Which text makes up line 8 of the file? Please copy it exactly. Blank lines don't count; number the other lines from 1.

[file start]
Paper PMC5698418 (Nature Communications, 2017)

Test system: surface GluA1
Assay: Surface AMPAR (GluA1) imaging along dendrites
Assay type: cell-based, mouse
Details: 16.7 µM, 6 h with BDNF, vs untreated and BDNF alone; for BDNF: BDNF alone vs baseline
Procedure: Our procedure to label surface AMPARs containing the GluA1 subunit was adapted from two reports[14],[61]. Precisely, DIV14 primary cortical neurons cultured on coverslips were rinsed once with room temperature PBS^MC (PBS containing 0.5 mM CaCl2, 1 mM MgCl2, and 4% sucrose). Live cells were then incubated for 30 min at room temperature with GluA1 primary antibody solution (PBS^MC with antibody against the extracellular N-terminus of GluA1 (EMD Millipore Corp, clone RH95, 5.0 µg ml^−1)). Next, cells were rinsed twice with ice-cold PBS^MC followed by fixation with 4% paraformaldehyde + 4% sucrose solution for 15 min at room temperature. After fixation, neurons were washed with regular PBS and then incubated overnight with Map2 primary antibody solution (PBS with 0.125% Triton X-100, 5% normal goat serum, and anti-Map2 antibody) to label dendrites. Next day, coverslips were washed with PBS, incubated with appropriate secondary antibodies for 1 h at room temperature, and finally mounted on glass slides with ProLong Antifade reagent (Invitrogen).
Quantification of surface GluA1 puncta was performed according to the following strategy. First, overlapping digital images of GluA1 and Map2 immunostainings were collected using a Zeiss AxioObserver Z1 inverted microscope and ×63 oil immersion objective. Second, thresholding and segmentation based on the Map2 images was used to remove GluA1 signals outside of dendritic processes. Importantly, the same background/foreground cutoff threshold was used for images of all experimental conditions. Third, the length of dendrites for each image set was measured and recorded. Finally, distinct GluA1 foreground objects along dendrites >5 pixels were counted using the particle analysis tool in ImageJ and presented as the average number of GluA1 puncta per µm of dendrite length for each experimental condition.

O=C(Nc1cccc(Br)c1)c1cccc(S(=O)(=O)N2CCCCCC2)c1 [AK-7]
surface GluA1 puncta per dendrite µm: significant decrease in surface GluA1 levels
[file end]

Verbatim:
O=C(Nc1cccc(Br)c1)c1cccc(S(=O)(=O)N2CCCCCC2)c1 [AK-7]